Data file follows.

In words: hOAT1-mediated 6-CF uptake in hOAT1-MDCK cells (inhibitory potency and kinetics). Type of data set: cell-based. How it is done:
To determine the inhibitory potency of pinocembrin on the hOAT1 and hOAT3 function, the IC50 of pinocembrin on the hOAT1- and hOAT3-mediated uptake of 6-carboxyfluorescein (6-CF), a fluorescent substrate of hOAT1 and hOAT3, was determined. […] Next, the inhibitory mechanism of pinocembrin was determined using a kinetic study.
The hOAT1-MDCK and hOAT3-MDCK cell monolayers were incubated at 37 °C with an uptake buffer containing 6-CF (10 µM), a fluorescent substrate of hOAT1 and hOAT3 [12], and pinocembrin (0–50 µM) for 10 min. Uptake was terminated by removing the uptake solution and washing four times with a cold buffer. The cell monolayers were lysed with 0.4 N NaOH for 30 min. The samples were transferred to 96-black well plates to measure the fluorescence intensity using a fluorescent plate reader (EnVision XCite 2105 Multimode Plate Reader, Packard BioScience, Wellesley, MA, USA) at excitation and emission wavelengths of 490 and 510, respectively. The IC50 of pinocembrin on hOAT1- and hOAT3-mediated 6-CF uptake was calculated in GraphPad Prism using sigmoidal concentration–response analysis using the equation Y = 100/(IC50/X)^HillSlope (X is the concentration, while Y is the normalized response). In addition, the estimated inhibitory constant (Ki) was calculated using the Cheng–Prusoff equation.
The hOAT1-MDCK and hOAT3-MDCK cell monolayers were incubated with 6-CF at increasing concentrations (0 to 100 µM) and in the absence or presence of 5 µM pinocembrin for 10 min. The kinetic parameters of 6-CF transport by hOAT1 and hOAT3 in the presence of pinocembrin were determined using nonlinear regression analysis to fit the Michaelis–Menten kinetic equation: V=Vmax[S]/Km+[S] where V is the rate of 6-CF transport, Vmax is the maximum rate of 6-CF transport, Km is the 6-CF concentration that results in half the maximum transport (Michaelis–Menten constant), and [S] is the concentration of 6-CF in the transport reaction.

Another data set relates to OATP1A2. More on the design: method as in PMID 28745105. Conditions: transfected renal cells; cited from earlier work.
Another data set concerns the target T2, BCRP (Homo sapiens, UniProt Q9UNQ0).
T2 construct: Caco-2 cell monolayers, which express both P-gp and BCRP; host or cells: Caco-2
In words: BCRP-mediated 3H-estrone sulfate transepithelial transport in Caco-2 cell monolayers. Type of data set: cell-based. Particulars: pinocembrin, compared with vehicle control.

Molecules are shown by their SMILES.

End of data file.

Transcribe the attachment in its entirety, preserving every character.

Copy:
In words: hOAT1-mediated 6-CF uptake in hOAT1-MDCK cells (inhibitory potency and kinetics). Type of data set: cell-based. How it is done:
To determine the inhibitory potency of pinocembrin on the hOAT1 and hOAT3 function, the IC50 of pinocembrin on the hOAT1- and hOAT3-mediated uptake of 6-carboxyfluorescein (6-CF), a fluorescent substrate of hOAT1 and hOAT3, was determined. […] Next, the inhibitory mechanism of pinocembrin was determined using a kinetic study.
The hOAT1-MDCK and hOAT3-MDCK cell monolayers were incubated at 37 °C with an uptake buffer containing 6-CF (10 µM), a fluorescent substrate of hOAT1 and hOAT3 [12], and pinocembrin (0–50 µM) for 10 min. Uptake was terminated by removing the uptake solution and washing four times with a cold buffer. The cell monolayers were lysed with 0.4 N NaOH for 30 min. The samples were transferred to 96-black well plates to measure the fluorescence intensity using a fluorescent plate reader (EnVision XCite 2105 Multimode Plate Reader, Packard BioScience, Wellesley, MA, USA) at excitation and emission wavelengths of 490 and 510, respectively. The IC50 of pinocembrin on hOAT1- and hOAT3-mediated 6-CF uptake was calculated in GraphPad Prism using sigmoidal concentration–response analysis using the equation Y = 100/(IC50/X)^HillSlope (X is the concentration, while Y is the normalized response). In addition, the estimated inhibitory constant (Ki) was calculated using the Cheng–Prusoff equation.
The hOAT1-MDCK and hOAT3-MDCK cell monolayers were incubated with 6-CF at increasing concentrations (0 to 100 µM) and in the absence or presence of 5 µM pinocembrin for 10 min. The kinetic parameters of 6-CF transport by hOAT1 and hOAT3 in the presence of pinocembrin were determined using nonlinear regression analysis to fit the Michaelis–Menten kinetic equation: V=Vmax[S]/Km+[S] where V is the rate of 6-CF transport, Vmax is the maximum rate of 6-CF transport, Km is the 6-CF concentration that results in half the maximum transport (Michaelis–Menten constant), and [S] is the concentration of 6-CF in the transport reaction.

Another data set relates to OATP1A2. More on the design: method as in PMID 28745105. Conditions: transfected renal cells; cited from earlier work.
Another data set concerns the target T2, BCRP (Homo sapiens, UniProt Q9UNQ0).
T2 construct: Caco-2 cell monolayers, which express both P-gp and BCRP; host or cells: Caco-2
In words: BCRP-mediated 3H-estrone sulfate transepithelial transport in Caco-2 cell monolayers. Type of data set: cell-based. Particulars: pinocembrin, compared with vehicle control.

Molecules are shown by their SMILES.